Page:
[time-nuts] Distribution divider/amplifier for 10MHz GPSDO

Jeremy Elson jelson at gmail.com
Mon Oct 23 20:55:18 UTC 2017

Is there an easy way to measure the per-device load, or do you typically
just go by whatever the datasheet says?

I suppose I could just hook everything up and then check the amplitude of
the signal at the far end.

On Mon, Oct 23, 2017 at 1:43 PM, John Ackermann N8UR <jra at febo.com> wrote:

> To some extent, it depends on the load presented by each device.  The "EXT
> REF" input on many pieces of test equipment is fairly high impedance (maybe
> 10k?) and you can drive several of those with a single output, putting a 50
> ohm load at the end of the line to provide a reasonable termination.*  I
> seem to recall that three HP boxes worked nicely off one line, but when I
> added a fourth things got flaky.
> But if any of the EXT REF are low-z inputs, that won't work so well.
> FWIW, Spectracom had a distribution system (8140 series) that had
> amplified "tap" boxes that were daisy-chained together on a single coax
> run.  The driver put 12 volts DC on the cable along with 10 MHz, and that
> powered the taps.  You could put several taps on a single line.  I once
> measured the phase noise of the system and while it wasn't up to a really
> good distribution amplifier, it was perfectly adequate for normal RF
> testing.
> John
> * Mismatch causes reflections, which can screw up square wave edges or
> sine wave zero-crossings, increasing jitter.  SWR is usually a bigger issue
> for RF distribution than amplitude loss.
> ----
> On 10/23/2017 01:49 PM, Jeremy Elson wrote:
>> I was about to ask a related question of the list: when do you need a
>> distribution amplifier, and when is it sufficient to just have a single
>> (linear) run of coax?
>> I have a GPSDO (Nick Sayer's device) that I want to use to feed a few
>> other
>> pieces of equipment in my lab (an HP5335A, John Ackermann's beautiful
>> TICC,
>> and a Rigol signal generator). Is it safe to have RG174 coming out of the
>> GPSDO, tapping into it with a BNC T-junction that plugs into the back of
>> each device that needs the 10mhz input, and then terminating the strand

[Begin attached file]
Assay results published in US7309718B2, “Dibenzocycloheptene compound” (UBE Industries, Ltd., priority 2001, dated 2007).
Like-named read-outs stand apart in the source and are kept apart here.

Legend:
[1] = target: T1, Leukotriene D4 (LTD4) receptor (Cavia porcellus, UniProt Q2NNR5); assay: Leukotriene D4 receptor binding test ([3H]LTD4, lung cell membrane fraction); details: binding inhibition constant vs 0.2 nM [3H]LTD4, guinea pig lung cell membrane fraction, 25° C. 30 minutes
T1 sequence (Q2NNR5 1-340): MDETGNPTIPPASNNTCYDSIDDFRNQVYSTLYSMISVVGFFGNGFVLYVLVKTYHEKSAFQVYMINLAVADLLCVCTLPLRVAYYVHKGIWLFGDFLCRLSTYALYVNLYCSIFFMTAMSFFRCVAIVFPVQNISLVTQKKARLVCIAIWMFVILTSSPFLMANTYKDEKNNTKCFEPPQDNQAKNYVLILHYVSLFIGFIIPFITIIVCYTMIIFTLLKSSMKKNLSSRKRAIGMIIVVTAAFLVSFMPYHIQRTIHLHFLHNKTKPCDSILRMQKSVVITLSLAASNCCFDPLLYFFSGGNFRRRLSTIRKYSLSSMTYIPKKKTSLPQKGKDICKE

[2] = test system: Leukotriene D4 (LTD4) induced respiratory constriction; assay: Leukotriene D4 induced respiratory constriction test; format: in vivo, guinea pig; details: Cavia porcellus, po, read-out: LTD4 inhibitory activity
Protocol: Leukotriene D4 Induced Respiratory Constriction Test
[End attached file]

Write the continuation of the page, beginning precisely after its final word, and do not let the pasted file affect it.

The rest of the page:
>> with a 50 ohm terminator? (In other words, the way thinnet Ethernet was
>> wired back in the day.) As long as the signal goes in a straight line, not
>> a "Y" (i.e. no cables attached to the t-junction taps, just a direct input
>> into a high-z input) it seems like it should work. Do I need a
>> distribution
>> amplifier? Or is that, say, if the signal needs to split off in multiple
>> directions and you don't want to fill your lab with a space-filling curve
>> of coax?
>> -Jeremy
>> On Mon, Oct 23, 2017 at 10:26 AM, Bob kb8tq <kb8tq at n1k.org> wrote:
>> Hi
>>> The correct answer to any real question like this is “that depends”.
>>> For anything that I normally run as test gear, noise outside a very
>>> narrow
>>> bandwidth really
>>> does not matter much. The test gear *assumes* (by design) that the
>>> reference signal going
>>> into the “ref in” jack is not very clean. It does various tricks with
>>> filters and PLL’s to “scrub”
>>> the input.
>>> If we are talking about the reference into one side of a phase noise test
>>> set, then
>>> the situation is a bit different. The test set is simply going to tell me
>>> what the combined
>>> noise is on the two inputs. If one is significantly more noisy than the
>>> other, that’s pretty
>>> much all I will see. In this case, my answer is “don’t use a distributed
>>> signal”. Use a
>>> stand alone source as your reference and isolate it from the rest of the